In this example, the player's actions really matter. The player might be left thinking, "If only I had..." or "Next time I'll...". The player is given a myriad of choices in how you approach and play the game. Do you poison the enemy's grog? Lie in wait in a bush and pick off the weaker ones one by one? Set off an explosion? Run head-first into battle and hope for the best? (Tip: don't do that). But your tactical choices really do matter.

But not in the long run. The game still more or less plays out the same way, whether it takes you 200 tries to kill the warchiefs or two tries. This is a game that has balanced choice (agency) and control of the game's scope.

A little further down this line of examples might be, again, the Mass Effect series, in which your choices follow you from game to game. Ashley or Kaiden? Geth or quarians (or both)? You experience consequences for these actions, and the game gives little nods to your choices down the line, just to make you feel like your choices mattered... so maybe you don't notice that the choices really didn't impact much of anything. (Yes, yes, "What about the ending?" I know. But the ending will be discussed at a later time). The point is, the paths diverged to accommodate the player's choice(s), and then reconverged with the main storyline.

When Choices Matter: Diverging Stories

I can't talk about agency without at least mentioning The Witcher 2. In that game, the player is given a choice, fairly early on, and the storyline splits. In this case, however, the paths never meet up again. In this example, you will play two very different games, with different missions and loyalties. Similarly, Dragon Age: Inquisition presents a similar choice fairly early in the game: do you side with the rebel mages or the templar? Siding with one or the other will permanently affect the game, as once you choose, you are "locked out" of quests relating to the other group. This decision can influence who will become the next Divine (the Chantry's pope), how different people react to you, and how you can complete different missions. This choice profoundly affects the Dragon Age world, like your actions in The Witcher 2 affect the Northern Kingdoms.

...and that's not to even begin mentioning mechanics like permadeath, which are poignant and powerful in their scope and scale when used appropriately in games. Yes, that character is gone forever, even in immediate sequels to the games. So be careful with your NPCs!

Amount of Choices

Oftentimes, when we as players say we want more choices, or fewer choices, or warnings for choices, it's possible that the game hasn't done its job very well in showing us its own rules. We don't want to know that the game is duping us. We don't want to feel like we're being strung along. We want to think that our choices matter. We want to think that we can impact our world - even the ones we interact with on the screen.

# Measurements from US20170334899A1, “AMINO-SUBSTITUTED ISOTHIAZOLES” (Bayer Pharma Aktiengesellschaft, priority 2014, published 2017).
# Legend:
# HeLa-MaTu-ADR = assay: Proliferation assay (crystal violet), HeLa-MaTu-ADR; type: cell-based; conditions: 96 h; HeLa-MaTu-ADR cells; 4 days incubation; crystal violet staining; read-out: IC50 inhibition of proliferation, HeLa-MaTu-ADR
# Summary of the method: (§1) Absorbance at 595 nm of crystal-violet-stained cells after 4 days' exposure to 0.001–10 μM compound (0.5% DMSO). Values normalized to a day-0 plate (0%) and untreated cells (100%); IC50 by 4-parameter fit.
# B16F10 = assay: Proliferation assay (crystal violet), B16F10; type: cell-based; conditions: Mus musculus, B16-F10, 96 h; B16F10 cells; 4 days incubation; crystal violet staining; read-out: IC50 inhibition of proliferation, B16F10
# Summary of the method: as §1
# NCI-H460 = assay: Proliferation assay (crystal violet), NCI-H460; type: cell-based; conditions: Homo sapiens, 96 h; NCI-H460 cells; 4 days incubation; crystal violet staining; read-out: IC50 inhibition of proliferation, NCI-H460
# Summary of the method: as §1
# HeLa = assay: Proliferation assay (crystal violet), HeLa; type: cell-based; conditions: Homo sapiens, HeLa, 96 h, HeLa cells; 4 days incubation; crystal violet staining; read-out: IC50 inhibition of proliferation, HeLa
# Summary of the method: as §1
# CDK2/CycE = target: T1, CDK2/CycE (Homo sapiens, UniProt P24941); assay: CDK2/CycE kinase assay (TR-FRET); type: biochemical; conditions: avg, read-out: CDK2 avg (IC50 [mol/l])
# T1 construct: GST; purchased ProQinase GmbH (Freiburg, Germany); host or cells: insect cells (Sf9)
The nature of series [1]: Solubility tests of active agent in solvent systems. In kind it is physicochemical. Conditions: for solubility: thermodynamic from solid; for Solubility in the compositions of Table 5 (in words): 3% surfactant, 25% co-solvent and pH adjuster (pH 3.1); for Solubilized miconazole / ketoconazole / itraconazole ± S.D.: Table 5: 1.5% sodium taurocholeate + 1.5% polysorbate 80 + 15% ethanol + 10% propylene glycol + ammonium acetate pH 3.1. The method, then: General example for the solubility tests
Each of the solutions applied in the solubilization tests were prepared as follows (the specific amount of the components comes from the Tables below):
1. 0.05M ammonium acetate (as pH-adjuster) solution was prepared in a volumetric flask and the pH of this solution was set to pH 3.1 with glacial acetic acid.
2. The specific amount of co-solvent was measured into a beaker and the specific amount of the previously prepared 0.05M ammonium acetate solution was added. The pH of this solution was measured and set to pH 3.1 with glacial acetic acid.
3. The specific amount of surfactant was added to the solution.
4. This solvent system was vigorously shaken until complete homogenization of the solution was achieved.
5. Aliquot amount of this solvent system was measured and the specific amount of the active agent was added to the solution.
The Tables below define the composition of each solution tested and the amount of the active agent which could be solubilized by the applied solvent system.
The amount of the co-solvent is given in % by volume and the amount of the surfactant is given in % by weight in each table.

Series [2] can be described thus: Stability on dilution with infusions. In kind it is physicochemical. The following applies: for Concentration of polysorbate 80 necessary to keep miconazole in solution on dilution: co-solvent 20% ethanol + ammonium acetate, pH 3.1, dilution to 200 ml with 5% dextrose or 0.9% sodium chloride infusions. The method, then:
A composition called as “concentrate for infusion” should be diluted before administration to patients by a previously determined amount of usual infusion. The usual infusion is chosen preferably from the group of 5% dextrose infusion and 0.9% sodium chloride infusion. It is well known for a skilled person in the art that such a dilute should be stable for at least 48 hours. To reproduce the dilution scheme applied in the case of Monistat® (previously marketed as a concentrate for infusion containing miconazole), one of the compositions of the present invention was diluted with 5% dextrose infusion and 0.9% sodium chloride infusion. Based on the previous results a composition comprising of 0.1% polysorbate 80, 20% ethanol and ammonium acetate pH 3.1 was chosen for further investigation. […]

Let's face it: our decisions can't matter in a game that hasn't been designed for us specifically, because we each will want something different from it. But then it's on the game to be designed well enough that we still feel like we're making a difference, that our choices matter, that we have agency.

It is not the game's illusion itself that is the problem, though. The problem begins when we experience we are being duped. We want a little validation, as all humans do when we make choices.

I would pose that the best video games, in regards to choices, would have at least these three attributes:

1. The game must be clear as to whether or not its choices will matter. Perhaps the first time you make decision, you are able to see an immediate consequence, which would tell you that the game is going to take your opinion into consideration. This decision could be a smaller one, so when you're faced with a big, important decision you're not blindsided.

2. When utilizing the illusion of choice, which every game will have to do, the game should acknowledge your choice later in the game, even with one small piece of throw-away dialogue, so the player's choice, and therefore the player, feel validated.

3. The game should strive to hide when the player's choices aren't game-altering-ly important, again, so the player doesn't feel like the game is having them on.

Do you have any experiences with the illusion of choice, either implemented well or poorly? Let me know your thoughts in the comments!

Thanks for stopping by, and I'll see you soon!